Five Tips to Get Through Your First Year as a Stepmom
By Jasjit Sangha
Becoming a stepmom is a life-changing event! It can be exciting to make a long-term commitment to your partner and become a part of his children’s lives. The first year can be a flurry of activity as you try to negotiate what role to play in the blended family and ask your self important questions such as: How much interaction do the stepchildren want to have? Can I discipline them? What do I do when they talk about their mother? How come I feel so left?
Some of this angst may be heightened by South Asian cultural expectations that stepmothers assume a nurturing role and feel a sense of responsibility for the well-being and happiness of the family – even if stepchildren initially resist their intrusion into their lives.
With these 5 tips I hope that I can alleviate some of the stresses new stepmothers may experience and help make the transition into your new family and new life a smoother process!
Tip #1: Lower your expectations
When I first became a stepmom there was nothing I wanted more than easy going, accepting and caring relationships with my stepdaughters. I naively assumed that my transition to step mothering would be a fluid process in which I would assume a greater role in my stepdaughters life and they would accept that role. For most step families this is not the case. It can take a stepmother many years sometimes to really know what role she can play in her stepchildren’s lives and most importantly, what role the children will accept her playing in their lives. As research in this area shows, it can take up to 10 years (!) for a step family to really feel like a cohesive whole family unit. Lowering expectations and visualizing the transition to step mothering as a longer, extended process can help to alleviate stress.
Tip #2: Don’t be offended by comparisons to your husbands ex-wife
Part of the stress of being a new stepmother is feeling like you are being judged or compared with your husband’s previous wife and your stepchildren’s mother. This could take the form of comments whispered among relatives during a family party or more overt comparisons initiated by your stepchildren. As a new stepmother in a South Asian family you are just starting to navigate the web of relationships that are part of your husband life.
You will meet many people who are helpful and supportive and others who you may not want to invest as much time and energy with. Your stepchildren may also say things that are unintentionally (or intentionally) hurtful as they are often caught in a loyalty conflict. They don’t know how to have a meaningful relationship with you without feeling like they are betraying their own mother. These loyalty conflicts are often the biggest source of stress in stepfamilies and it can be very hurtful when these incidents happen. Try not to take them personally or blame your stepchildren.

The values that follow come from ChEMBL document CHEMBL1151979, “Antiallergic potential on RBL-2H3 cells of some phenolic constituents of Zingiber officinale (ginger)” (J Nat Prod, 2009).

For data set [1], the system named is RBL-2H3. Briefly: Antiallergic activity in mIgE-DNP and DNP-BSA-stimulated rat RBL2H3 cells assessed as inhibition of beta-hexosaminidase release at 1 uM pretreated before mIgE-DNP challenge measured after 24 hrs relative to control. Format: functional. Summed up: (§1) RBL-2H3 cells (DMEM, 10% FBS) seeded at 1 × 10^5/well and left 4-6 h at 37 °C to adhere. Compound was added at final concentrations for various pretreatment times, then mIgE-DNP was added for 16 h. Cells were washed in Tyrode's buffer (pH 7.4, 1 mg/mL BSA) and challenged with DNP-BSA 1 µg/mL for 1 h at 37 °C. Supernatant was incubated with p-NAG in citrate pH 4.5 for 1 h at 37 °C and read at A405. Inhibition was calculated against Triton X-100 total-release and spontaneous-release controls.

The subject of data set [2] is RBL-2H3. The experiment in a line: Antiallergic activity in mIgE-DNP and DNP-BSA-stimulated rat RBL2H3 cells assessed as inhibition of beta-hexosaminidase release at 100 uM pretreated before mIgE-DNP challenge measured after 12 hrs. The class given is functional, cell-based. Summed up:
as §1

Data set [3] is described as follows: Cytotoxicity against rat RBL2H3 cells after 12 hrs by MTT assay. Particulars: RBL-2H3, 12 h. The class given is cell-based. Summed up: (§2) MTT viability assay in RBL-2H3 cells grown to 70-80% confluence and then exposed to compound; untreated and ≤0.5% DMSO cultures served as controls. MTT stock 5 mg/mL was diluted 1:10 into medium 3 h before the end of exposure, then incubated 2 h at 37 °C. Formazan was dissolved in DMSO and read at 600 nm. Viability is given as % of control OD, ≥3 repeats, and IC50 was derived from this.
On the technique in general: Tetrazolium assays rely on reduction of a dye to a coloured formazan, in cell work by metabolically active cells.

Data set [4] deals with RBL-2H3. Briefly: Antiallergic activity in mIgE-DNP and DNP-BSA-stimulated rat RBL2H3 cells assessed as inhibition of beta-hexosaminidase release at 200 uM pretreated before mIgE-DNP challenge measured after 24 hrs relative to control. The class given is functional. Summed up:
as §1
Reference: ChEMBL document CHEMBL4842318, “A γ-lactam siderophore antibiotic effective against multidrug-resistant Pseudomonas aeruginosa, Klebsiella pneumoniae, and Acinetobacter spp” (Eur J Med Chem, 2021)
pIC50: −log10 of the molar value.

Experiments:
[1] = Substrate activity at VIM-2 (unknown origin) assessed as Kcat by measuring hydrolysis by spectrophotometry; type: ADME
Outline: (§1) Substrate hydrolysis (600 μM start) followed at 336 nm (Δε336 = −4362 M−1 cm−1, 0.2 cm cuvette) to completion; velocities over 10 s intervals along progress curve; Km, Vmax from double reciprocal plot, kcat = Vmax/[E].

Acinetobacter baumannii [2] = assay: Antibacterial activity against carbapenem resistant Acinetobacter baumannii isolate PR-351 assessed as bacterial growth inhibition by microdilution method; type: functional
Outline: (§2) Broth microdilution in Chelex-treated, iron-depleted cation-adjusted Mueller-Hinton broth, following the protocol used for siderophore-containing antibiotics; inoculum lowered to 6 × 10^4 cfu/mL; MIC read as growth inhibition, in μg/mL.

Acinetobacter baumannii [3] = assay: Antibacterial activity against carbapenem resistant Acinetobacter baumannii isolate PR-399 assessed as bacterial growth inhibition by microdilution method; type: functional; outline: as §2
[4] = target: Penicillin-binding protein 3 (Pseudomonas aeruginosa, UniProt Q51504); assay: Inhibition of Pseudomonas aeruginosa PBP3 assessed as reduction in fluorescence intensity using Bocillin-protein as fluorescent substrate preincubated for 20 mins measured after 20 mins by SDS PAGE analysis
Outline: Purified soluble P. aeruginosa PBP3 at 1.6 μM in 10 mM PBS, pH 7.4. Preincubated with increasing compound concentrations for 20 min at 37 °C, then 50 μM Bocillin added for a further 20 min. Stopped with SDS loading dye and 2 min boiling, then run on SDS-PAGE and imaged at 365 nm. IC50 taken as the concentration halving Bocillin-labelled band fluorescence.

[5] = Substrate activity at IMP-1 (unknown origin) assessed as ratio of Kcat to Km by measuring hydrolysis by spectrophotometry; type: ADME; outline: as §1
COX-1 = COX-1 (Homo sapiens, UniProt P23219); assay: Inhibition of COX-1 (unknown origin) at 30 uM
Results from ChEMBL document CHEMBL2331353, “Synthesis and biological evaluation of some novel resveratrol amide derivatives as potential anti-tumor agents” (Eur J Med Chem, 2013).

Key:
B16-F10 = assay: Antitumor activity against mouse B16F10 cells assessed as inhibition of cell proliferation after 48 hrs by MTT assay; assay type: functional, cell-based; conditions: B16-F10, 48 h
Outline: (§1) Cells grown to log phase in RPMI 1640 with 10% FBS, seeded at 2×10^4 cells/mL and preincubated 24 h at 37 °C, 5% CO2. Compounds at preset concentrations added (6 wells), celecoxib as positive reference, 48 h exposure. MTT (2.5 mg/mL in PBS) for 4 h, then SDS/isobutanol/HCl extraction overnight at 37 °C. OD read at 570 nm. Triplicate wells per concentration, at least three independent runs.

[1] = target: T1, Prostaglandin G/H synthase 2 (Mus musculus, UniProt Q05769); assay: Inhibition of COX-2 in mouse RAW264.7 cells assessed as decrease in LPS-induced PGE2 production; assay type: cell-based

Tip #3: Communicate openly with your partner
It is very, very, very important that you continue to have open and meaningful communication with you partner. Your relationship will evolve once you become a stepmother and it can be hard to navigate the changes. Carve out time to talk to your husband so you can decompress from any stress you may have experienced as well as listen to how he is coping with the transition to life as a stepfamily. If possible, include stepchildren in the discussion as well. The more everyone is able to feel safe and able to express him or herself, the more likely it is that tensions will be diffused and a greater feeling of connection will be nurtured.
Tip #4: Try not to interfere with disciplining children
One of the hardest aspects of step mothering is trying to discipline stepchildren who do not acknowledge your authority. It can be very frustrating and can lead to power struggles between a stepmother and stepchildren that can lead to a rift in their relationship. This rift can be further exacerbated when you feel your husband is not taking your “side” in a conflict with your stepchildren.
As a new stepmother I didn’t always agree with my husband’s approach to discipline. However, whenever I tried to step in and assert my authority it was always met with so much resistance from my stepchildren that it never resolved the issue the hand, only aggravated it further.
In your first year as a stepmother try to step back so your husband can discipline the children in a way that makes sense to him and his children, even though it may not be how you would handle the situation.
Tip #5: Reach out for support and take care of yourself
Taking time for yourself and being around people who care about, support and inspire you is vital to your success and happiness as a new stepmother! This can mean spending time with family or friends that can listen to you in a non- judgmental way or perhaps making connections with new people over a shared hobby or activity you enjoy. Something simple like going for a walk or a run with a friend can be a great way to share what is going on in your life and help you deal with the many emotions you may be feeling in your new role as a stepmother.
I personally have found that taking time to reflect through meditation, spending time in nature and writing in my journal allows me to approach my role as stepmother with more of a sense of purpose and curiosity about how the future will unfold, rather than get overwhelmed by everyday occurrences.
Let me know if you find these tips useful! I look forward to your feedback at columnists@ masalamommas.com
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